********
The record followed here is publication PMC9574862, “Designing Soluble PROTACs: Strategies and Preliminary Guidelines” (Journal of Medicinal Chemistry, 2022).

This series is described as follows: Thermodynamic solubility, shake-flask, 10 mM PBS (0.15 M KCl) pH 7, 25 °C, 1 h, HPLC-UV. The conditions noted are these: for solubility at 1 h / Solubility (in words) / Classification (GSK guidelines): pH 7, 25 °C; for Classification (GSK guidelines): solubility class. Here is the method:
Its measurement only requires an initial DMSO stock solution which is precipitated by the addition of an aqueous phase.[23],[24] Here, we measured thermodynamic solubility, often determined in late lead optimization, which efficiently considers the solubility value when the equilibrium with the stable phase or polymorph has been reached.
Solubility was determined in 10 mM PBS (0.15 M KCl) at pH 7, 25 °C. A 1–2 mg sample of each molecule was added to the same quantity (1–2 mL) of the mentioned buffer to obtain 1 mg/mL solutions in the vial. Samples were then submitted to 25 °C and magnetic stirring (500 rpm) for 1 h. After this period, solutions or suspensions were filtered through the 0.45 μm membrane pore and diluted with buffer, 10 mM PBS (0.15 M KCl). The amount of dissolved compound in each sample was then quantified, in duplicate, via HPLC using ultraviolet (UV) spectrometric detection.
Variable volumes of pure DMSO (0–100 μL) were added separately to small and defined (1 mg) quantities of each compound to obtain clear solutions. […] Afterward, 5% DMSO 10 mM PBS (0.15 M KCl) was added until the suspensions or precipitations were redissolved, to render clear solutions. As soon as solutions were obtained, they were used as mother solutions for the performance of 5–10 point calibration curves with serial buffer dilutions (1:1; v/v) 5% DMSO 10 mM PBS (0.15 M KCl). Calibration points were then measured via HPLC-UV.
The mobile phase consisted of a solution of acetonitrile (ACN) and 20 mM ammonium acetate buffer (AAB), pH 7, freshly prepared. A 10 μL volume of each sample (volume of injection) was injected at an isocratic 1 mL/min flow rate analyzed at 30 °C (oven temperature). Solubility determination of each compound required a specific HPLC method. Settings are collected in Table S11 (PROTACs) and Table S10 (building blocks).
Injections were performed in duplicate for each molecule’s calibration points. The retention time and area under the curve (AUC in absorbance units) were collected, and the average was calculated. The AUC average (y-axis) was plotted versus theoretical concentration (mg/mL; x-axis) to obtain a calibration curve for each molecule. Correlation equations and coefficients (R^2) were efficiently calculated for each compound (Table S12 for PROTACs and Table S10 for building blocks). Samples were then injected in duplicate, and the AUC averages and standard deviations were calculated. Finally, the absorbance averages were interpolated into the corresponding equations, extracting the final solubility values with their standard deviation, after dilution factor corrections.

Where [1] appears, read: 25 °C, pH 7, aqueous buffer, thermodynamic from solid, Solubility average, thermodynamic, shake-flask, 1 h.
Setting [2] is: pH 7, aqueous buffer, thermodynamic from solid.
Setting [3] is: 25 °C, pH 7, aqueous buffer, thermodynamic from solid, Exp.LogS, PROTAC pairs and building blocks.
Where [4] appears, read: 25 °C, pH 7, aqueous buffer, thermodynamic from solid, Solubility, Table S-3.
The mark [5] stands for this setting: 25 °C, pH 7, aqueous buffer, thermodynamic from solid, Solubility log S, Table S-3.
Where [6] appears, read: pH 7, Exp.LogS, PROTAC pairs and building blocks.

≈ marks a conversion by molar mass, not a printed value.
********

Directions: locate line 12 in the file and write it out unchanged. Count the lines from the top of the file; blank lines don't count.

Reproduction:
The mark [5] stands for this setting: 25 °C, pH 7, aqueous buffer, thermodynamic from solid, Solubility log S, Table S-3.